Will it cause problems? Russian ship full of diesel heads towards its final destination: Mexico


According to the Argus inquiry, Russian diesel exporters have been more successful in selling their products in March thanks to higher discounts.

A new point of friction between Mexico and the United States? The consulting firm Argus reported that a Russian ship will arrive at the port of Guaymas, in Sonora, which would make it the first ship from that country to anchor in national territory since a ceiling was imposed on the price of Russian crude oil.

The Russian shipment, the first to arrive in national territory since a price cap was imposed on Russian exports, will arrive next Thursday, March 30.

The price cap was imposed by the European Union, the G7 and Australia, with the aim of restricting Russian revenues and thus making it more difficult to fight the war in Ukraine.

Loukas I, a ship with around 145,400 barrels, is expected to arrive in Sonora next Thursday, March 30. The ship left Novorossiysk, in Russia and then made a stopover in Spain, data from the Vortexa analysis firm show.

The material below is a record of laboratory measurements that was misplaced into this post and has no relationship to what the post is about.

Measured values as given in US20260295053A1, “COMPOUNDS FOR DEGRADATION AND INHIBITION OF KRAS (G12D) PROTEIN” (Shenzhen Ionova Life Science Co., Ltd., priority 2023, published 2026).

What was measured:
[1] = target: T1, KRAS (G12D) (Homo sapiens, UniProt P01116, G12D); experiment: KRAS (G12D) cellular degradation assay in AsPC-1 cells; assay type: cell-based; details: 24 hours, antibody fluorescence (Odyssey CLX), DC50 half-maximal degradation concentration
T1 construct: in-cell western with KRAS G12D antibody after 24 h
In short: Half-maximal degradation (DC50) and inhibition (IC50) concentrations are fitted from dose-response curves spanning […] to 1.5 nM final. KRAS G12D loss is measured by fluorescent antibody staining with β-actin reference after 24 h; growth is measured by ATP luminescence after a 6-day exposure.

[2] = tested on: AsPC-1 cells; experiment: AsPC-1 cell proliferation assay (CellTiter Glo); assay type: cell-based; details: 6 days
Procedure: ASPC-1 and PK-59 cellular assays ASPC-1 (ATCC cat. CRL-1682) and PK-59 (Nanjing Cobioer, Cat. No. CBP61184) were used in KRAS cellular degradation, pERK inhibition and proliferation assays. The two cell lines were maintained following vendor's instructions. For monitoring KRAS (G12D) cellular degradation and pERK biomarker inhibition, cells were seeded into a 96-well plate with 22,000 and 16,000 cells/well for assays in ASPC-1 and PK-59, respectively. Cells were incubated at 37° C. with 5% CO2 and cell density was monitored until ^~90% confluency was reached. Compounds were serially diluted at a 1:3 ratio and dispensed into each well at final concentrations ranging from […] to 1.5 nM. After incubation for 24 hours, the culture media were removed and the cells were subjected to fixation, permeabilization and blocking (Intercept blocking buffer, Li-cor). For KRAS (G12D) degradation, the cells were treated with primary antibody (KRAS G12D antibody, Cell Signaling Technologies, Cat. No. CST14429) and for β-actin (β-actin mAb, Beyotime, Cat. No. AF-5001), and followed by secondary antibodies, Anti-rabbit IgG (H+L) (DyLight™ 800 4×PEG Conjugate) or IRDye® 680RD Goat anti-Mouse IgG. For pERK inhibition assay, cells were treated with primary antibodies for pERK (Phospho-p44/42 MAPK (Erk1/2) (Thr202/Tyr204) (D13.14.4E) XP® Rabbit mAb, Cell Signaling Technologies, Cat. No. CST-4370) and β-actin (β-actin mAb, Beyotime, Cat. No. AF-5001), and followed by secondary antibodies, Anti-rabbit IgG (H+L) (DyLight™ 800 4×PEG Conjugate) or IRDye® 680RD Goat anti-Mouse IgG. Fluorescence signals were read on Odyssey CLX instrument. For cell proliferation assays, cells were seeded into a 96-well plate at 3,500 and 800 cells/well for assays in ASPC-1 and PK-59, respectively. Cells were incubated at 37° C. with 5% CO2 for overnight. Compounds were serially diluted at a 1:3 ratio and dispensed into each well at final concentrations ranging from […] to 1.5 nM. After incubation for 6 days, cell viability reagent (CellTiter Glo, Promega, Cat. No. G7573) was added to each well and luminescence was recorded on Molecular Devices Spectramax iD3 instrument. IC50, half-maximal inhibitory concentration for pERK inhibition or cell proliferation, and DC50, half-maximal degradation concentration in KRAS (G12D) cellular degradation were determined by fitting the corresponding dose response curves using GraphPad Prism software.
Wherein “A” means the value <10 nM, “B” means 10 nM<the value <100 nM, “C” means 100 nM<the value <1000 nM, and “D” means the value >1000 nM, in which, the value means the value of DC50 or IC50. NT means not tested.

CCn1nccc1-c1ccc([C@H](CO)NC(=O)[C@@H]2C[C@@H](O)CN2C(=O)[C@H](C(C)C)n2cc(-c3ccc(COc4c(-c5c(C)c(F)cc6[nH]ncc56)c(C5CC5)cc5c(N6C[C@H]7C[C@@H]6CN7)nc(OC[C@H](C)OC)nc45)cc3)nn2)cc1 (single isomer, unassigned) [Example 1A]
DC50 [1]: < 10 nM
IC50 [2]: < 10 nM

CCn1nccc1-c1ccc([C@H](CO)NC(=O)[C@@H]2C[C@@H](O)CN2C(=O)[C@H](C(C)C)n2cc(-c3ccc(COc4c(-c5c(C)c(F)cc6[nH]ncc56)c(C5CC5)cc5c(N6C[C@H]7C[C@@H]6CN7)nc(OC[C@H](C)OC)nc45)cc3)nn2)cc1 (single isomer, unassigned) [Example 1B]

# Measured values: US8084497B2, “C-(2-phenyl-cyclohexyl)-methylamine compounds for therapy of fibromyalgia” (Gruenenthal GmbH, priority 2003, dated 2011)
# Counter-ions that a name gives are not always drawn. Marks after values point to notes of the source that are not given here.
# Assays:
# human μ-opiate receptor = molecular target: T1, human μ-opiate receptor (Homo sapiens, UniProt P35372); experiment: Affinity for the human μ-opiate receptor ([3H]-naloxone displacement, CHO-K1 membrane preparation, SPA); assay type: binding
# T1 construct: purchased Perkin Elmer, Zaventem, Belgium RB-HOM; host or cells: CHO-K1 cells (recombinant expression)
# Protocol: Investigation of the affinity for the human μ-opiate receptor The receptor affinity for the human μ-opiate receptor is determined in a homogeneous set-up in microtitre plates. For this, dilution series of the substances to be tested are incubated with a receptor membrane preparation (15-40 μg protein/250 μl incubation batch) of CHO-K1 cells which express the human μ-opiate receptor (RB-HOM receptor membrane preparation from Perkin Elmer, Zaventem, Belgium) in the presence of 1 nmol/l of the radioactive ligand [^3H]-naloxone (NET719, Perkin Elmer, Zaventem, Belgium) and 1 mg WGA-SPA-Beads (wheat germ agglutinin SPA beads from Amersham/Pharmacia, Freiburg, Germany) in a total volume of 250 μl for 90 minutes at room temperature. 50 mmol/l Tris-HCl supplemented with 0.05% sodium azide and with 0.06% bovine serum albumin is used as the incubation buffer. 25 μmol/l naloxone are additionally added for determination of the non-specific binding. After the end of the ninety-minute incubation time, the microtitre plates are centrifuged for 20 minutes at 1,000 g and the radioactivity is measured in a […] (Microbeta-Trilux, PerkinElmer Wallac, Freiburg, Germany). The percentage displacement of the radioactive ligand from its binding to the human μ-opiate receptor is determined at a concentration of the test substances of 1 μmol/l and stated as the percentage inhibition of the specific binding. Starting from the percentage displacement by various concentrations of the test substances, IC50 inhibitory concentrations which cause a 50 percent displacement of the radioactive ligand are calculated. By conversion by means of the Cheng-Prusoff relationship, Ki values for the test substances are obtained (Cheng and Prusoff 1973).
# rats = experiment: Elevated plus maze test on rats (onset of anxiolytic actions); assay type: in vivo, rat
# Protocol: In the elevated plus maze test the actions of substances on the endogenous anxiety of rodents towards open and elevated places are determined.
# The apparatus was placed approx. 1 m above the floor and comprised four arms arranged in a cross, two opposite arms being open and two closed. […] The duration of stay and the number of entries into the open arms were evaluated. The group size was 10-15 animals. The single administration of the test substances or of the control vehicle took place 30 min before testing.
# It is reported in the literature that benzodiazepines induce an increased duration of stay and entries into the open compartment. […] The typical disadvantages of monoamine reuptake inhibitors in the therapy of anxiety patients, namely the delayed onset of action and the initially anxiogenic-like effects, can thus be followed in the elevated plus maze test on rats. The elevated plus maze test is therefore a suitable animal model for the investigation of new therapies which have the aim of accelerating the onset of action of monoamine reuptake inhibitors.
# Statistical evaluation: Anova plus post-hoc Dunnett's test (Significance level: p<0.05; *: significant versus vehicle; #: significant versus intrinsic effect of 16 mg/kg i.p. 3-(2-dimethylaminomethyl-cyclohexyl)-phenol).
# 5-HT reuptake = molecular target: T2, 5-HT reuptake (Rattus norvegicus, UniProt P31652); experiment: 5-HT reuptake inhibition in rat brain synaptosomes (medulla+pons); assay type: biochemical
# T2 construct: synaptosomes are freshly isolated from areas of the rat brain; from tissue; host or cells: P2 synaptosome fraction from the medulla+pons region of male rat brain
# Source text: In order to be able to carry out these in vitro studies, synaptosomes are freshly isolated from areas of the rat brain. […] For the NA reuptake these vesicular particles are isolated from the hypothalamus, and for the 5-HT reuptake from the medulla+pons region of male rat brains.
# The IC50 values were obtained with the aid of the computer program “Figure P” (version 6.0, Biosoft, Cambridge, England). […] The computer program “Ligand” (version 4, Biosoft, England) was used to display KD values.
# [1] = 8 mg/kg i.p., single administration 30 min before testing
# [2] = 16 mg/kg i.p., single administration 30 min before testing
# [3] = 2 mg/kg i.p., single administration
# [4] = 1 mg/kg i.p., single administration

Although the company said the ship is carrying urea ammonium nitrate (UAN), the Loukas I agent says she is carrying ultra-low sulfur diesel.

“This difference could point to some kind of mix in a second country like Spain. The European Commission’s price cap guidelines state that an oil product will no longer be considered of Russian origin if blending operations in a third country involving oil products result in a different product with a different customs code.” the consultancy Argus

Who does Russia sell its diesel to?

According to Argus, Russian diesel exporters have been more successful in selling their products in March thanks to higher discounts.

This “has encouraged significant shipments from Russia to the Middle East, West Africa, transatlantic to Brazil and now to Mexico,” he added.

The firm added that a supply of “cheap” crude to Mexico could help its public finances.

“The Government of Mexico, through Pemex, aims to keep price increases for gasoline and diesel below the inflation line. Since 2022, that goal has been met, but at a high cost, as it has come at the expense of expensive subsidies. Cheaper supply from Russia could ease the pressure on Mexican finances,” she added.

Even with the sanctions imposed by the European Union (which deprived Moscow of its largest oil market), Russian diesel exports are on track to hit a record in March.

Turkey, Morocco and other nations have increased purchases, though some shipments from Russia are also being held in floating storage.

Diesel-type fuel shipments from Russia during the first 19 days of March stood at around 1.5 million barrels per day. If that pace holds, this month will see the highest exports since early 2016.

Source: El Financiero